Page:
21 tips to help your clients stop smoking
In 1992, the New Scientist magazine reported research by scientists at Iowa University who analysed the results of 600 studies of nearly 72,000 people in Europe and the USA who had used different methods to quit smoking. They found that hypnotherapy is consistently the most successful way to become a non-smoker. Among those exsmokers who had successfully quit the habit, 30 percent had done so through hypnotherapy, compared with 25 percent through aversion therapy, 24 percent through acupuncture, ten percent through nicotine gum, nine percent through books and mail order advice, and six percent through willpower.1 The hypnotherapist, then, has at his or her disposal an extraordinarily powerful method for helping people stop smoking, one that has astounding potential for benefiting the millions of people now smoking who now want to quit the habit. Yet despite this proven success - and superiority to other commonly-used methods - hypnotherapy still does not enjoy approval as a smoking cessation method by “officialdom”, in the form of government and the medical profession. Many members of the public, too, remain sceptical of its capacity to help them become non-smokers. Why should this be? I believe that it is because of a lack of a consensus as to what constitutes “best practice” in enabling clients to stop smoking – and stay stopped – via hypnotherapy. This is in some ways quite remarkable. In most occupations, whether they call themselves industries, crafts, trades, professions, sciences, arts or whatever, many years of experience have led to the creation of recognised “bench-marks”. A bench-mark is a recognised standard “best practice” way of carrying out some task, known and practised by everyone in that field. An engineer, an accountant, an insurance assessor, a dentist, a car mechanic, a plumber, an osteopath – all these have a standard “best practice” way of doing something, which remains standard until a particular innovation proves itself to be superior to the previous way and supersedes it as “best practice”. Yet when it comes to the use of hypnotherapy to help people quit smoking, no such generally accepted “best practice” exists. Newcomers to the field of hypnotherapy have to more or less “reinvent the wheel”, stumbling along and doing their best to apply what they have picked up from numerous sources in order to help those clients who seek their help in order to become non-smokers. By a process which is as much trial-and-error as an application of proven effective techniques, the hypnotherapist either comes to some understanding of what techniques are most likely to work, and bases his or her future practice on them, or else stops taking smokers as clients or even drops out of the hypnotherapy field completely. Indeed, it is estimated that about 85 percent of people who set themselves up as hypnotherapists are out of the field within twelve months. I believe that this is both an appalling tragedy and a waste of resources. Thousands of people – just like you and me – set out to begin a career helping people, and pay substantial fees to attend hypnotherapy school, then probably a lot more money on ineffective advertising and marketing, only to find that their aspirations for a new career dashed because not enough paying clients come through the door to enable them to make ends meet. Partly this is because those hypnotherapists simply do not have the marketing and practice-building knowledge that they need to build a practice which gets a steady flow of paying clients in the door. Partly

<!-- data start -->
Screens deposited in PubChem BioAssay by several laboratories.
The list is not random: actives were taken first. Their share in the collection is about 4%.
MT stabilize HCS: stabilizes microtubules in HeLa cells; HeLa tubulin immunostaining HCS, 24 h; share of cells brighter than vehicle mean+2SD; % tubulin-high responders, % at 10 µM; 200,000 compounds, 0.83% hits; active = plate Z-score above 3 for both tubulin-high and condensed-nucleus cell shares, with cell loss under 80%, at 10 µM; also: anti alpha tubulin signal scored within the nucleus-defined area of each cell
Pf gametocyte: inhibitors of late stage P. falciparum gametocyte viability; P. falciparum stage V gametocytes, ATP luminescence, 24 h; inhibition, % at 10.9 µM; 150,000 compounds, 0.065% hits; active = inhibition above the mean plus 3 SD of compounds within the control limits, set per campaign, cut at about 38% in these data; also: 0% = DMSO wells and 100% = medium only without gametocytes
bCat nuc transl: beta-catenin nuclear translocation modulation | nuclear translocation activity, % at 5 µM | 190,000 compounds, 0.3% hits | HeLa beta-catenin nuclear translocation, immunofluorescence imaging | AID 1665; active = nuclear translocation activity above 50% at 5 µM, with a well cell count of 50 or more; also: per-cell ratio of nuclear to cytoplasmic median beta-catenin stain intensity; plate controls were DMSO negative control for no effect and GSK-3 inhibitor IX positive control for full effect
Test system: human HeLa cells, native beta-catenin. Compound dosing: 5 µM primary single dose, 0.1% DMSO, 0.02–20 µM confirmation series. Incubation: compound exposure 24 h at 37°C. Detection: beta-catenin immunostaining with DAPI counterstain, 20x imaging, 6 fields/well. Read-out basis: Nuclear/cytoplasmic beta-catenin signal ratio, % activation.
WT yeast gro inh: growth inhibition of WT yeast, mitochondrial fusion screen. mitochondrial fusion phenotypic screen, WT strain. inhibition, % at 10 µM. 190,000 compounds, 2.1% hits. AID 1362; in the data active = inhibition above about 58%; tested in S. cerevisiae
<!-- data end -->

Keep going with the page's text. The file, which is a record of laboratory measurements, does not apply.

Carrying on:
it is because they don’t know the most effective, real-world techniques for getting rapid and effective results with those clients when they do arrive. This is not just bad news for those unfortunate newcomers who end up leaving the field so quickly, despite their best intentions. It is also damaging for long-established hypnotherapists who have stayed the course and built up...
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